Manufacturing Industry Outlook for 2023 and Beyond

Written by
Jimmy Schulz, CPA, CVA
Partner | HBE LLP

The Manufacturing Industry looks to face adversity in 2023 with rising interest rates, sharp competition for talent, and greater appeal for specific products. Despite these obstacles, manufacturers can take steps to turn these risks into an advantage for future growth.

Historical Performance

In recent months, several factors have directly affected the industry, including:

  • Spiraling inflation caused product prices to rise.
  • Material shortages reduced supplies.
  • Factory jobs increased due to government subsidies.
  • A focus on new technology and skilled labor lead to increased labor costs.

For 2022, the overall industry revenue climbed 14.2%. Much of this is related to continued recovery from pandemic declines which reached 10% in 2020. Export activities declined and reduced global demand due to trade tensions and volatile commodity prices. Crude oil, a significant external factor to the industry, is expected to increase 54.7% in 2022. Conversely, the price of steel is expected to decrease in 2022.

Performance Outlook for 2023 and Beyond

Looking forward at the five-year outlook, the industry is forecasted to decrease. Continued inflation and commodity pricing poses a significant risk in the both the US and global markets. However, the US is posed to be able to benefit and take advantage of opportunities with shifting technology and rising consumer spending.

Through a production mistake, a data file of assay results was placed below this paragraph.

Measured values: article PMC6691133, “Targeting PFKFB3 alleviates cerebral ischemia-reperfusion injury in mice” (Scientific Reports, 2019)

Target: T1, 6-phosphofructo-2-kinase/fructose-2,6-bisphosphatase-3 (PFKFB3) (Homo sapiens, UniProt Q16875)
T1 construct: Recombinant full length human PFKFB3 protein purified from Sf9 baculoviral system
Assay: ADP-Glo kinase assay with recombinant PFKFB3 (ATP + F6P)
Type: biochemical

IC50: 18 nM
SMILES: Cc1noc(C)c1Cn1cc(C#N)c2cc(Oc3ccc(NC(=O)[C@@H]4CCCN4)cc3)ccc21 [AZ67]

US manufacturers are relying on and investing in newer technologies to compete with lower cost global manufacturers. In return, this puts more demand on skilled labor and wage pressures for hiring and retention.

Revenue is expected to decline due to volatile commodity processes and a potential decrease in oil and steel prices. Although, a resolution of trade issues with China could boost export revenue in coming years along with rising disposable income and consumer spending.

The tax reform outlook is generally positive for the industry relating to the current 21% corporate tax rate and full expensive of capital investments.

For businesses looking to sell or transition to new ownership in coming months and years, M&A offers a strong market for certain sized manufacturers. With low interest rates, low taxes and more disposable cash for investors, M&A multiples have been strong over the last couple of years. Despite interest rates rising, demand continues with no signs of slowing down.

Act on the Future

We hope this general industry outlook offers additional detailed analysis for your specific manufacturing sector or other key ratio or data points. We encourage you to use these resources to start a discussion with your HBE tax advisor and identify the best strategies for your situation. HBE is available to assist in benchmarking, business planning, projections, specialized tax planning, succession planning, and more.

Data in table sources from